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My objective is to simply to change a function call from one to another, anywhere the first one is found, recursively. In this case, mysql_error( to mysql_error_to_log(.

In the past, I have successfully used the following grep & sed statement:

grep -rl connection1\.php ./ | xargs sed -i

So this time I tried something similar (just a different character, (, being escaped):

grep -rl mysql_error\( ./ | xargs sed -i 's/mysql_error\(/mysql_error_to_log\(/'

but I receive this error:

sed: -e expression #1, char 37: Unmatched ( or \(

It seems to be telling me that my attempts to escape ( aren't correct. I searched for an explanation for that sed issue on google, but didn't find anything really clear. So what's wrong with that command?

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2 Answers 2

up vote 4 down vote accepted

You do not need to escape ( or ) in quoted strings on the shell, whether those strings are quoted with single '()' or double "()" quotes.

The only reason the \( in the argument to grep works is because that string is not quoted.

Remember that it is the shell which deals with the quotes (and with the \( of the unquoted strings), not the programs the shell actually calls (grep and xarg, in your case).

So sed actually sees \( (not just (), and that has a special meaning in its regular expressions.

My general advice would be to always quote strings on the shell whenever there might be a "funny" character in them, and thus avoid escaping characters from the shell altogether.

As to the "old" example with the escaped dot \. - this appears to work, but one time you are escaping the dot from the shell (which would not be necessary but results in just a verbatim dot .), and the other time you escape the dot in a regular expression, where an unescaped dot has a special meaning, thus requiring the escaping to mean a verbatim dot.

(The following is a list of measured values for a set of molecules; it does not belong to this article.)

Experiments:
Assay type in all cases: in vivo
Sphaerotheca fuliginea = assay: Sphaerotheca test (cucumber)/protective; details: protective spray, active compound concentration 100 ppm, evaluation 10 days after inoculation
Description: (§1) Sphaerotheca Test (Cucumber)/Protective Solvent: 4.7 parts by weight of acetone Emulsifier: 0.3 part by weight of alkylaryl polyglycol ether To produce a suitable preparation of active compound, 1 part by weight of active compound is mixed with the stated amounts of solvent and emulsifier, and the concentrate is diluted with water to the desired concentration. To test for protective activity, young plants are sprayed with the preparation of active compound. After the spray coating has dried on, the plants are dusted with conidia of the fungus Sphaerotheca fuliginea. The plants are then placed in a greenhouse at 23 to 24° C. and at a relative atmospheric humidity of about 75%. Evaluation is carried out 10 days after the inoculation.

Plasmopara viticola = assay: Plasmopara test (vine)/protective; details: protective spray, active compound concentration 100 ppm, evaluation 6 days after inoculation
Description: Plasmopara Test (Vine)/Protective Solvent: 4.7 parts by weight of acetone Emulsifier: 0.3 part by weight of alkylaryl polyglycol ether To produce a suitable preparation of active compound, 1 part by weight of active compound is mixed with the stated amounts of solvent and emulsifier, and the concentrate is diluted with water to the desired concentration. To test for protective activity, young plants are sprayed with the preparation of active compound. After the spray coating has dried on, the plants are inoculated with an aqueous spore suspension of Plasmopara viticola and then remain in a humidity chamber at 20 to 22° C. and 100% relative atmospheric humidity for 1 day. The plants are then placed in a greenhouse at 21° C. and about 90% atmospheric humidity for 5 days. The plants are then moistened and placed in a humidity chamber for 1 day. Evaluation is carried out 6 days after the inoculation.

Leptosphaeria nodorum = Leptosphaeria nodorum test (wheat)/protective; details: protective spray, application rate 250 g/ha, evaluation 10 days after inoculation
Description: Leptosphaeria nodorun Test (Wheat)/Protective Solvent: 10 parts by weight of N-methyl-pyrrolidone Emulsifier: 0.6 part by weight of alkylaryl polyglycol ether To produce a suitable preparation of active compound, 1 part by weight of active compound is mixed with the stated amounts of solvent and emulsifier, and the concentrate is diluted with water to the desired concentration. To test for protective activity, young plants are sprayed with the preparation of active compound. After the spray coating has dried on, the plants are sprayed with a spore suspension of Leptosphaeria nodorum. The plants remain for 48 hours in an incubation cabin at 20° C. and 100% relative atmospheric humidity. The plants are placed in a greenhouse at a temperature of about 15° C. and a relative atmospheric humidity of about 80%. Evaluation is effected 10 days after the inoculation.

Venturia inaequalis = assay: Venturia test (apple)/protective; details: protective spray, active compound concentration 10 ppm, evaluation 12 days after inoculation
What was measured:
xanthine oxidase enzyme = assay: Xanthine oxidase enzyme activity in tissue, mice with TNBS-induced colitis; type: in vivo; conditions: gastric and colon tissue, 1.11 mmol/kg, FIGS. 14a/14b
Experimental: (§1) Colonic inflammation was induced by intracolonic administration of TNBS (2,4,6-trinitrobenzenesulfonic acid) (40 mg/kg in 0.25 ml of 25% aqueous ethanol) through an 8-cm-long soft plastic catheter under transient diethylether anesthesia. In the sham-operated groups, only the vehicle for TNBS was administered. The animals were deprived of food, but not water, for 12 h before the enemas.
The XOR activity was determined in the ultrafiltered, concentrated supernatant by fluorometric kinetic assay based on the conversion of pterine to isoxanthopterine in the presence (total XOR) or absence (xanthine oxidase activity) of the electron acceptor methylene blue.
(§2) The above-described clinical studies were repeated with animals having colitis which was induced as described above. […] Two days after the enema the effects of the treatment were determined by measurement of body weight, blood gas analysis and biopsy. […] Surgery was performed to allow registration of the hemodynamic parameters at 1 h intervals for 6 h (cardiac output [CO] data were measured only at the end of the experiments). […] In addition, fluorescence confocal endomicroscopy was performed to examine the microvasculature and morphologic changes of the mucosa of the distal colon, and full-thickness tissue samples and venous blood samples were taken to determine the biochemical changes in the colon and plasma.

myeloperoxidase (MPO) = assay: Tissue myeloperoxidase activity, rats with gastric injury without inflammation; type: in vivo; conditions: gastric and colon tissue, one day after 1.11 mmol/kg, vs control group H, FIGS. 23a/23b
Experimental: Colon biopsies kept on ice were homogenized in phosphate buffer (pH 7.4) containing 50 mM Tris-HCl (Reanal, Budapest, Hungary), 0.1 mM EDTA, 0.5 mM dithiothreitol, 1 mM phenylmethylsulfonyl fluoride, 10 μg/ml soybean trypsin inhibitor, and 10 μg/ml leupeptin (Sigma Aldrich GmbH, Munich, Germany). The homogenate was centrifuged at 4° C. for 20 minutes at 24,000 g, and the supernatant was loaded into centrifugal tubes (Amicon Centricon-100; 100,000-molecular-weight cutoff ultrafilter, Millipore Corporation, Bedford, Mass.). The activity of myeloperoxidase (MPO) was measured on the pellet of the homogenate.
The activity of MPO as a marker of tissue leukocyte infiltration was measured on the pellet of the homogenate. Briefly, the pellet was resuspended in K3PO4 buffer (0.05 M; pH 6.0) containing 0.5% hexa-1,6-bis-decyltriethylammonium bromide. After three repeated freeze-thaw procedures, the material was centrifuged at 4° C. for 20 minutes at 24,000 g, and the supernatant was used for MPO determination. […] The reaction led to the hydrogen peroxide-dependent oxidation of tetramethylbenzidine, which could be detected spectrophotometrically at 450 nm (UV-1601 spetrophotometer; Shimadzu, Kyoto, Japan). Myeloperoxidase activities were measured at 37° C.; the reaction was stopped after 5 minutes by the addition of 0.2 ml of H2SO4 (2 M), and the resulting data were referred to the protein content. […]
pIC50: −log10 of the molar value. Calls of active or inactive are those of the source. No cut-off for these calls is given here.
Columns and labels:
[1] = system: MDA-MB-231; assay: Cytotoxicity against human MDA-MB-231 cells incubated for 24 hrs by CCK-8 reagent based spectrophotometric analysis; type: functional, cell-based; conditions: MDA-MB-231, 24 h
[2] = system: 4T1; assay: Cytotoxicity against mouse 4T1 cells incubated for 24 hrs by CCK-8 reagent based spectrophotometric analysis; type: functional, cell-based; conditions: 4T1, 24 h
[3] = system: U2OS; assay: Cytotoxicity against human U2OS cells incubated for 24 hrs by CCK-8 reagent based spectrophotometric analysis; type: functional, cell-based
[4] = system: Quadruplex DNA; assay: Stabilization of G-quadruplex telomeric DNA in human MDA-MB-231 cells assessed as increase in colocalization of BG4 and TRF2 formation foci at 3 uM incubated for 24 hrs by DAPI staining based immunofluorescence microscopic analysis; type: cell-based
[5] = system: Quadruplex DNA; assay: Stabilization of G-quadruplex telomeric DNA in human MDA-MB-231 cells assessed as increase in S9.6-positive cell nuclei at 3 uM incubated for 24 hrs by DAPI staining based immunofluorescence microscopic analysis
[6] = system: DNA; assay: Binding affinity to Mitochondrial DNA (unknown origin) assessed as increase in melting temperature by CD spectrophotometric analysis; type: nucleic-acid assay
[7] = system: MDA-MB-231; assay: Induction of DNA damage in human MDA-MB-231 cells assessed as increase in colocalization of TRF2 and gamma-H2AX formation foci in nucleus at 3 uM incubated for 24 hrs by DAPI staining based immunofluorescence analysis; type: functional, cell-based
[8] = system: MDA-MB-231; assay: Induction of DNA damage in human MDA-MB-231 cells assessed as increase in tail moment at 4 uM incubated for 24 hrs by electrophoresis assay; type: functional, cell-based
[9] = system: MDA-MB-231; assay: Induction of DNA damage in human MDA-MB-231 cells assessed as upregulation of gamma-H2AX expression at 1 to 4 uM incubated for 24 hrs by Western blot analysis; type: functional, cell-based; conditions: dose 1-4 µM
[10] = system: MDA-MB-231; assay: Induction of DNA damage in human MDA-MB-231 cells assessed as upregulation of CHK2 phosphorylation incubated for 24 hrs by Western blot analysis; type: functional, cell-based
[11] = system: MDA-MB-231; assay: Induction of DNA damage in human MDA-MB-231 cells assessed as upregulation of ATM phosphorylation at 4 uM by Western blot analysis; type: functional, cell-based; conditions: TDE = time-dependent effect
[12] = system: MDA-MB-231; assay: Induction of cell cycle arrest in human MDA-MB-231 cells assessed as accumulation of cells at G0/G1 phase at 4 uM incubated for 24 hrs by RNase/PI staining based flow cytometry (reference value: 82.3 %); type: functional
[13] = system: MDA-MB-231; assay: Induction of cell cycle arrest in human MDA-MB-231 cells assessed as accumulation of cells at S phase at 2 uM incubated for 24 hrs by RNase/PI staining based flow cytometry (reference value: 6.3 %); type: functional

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Don't get why the ( isn't a meta-character in need of escaping in order to show as a normal character in regex. Thought that escaping was for showing normal characters, but it certainly does the job. – Kzqai Apr 14 '11 at 2:10
There are regexps and regexps. Some regexp definitions have ( as meta character and \( as a literal parenthesis, some have it the other way round. sed regexp uses ( for literal paren and \( for the metacharacter. perl regexp does it vice versa. – ndim Apr 14 '11 at 15:00
Well that's annoying, but good to know, I'll have to keep an eye out for that issue. – Kzqai Apr 14 '11 at 15:17

Try it without any escapes at all (that works for me).

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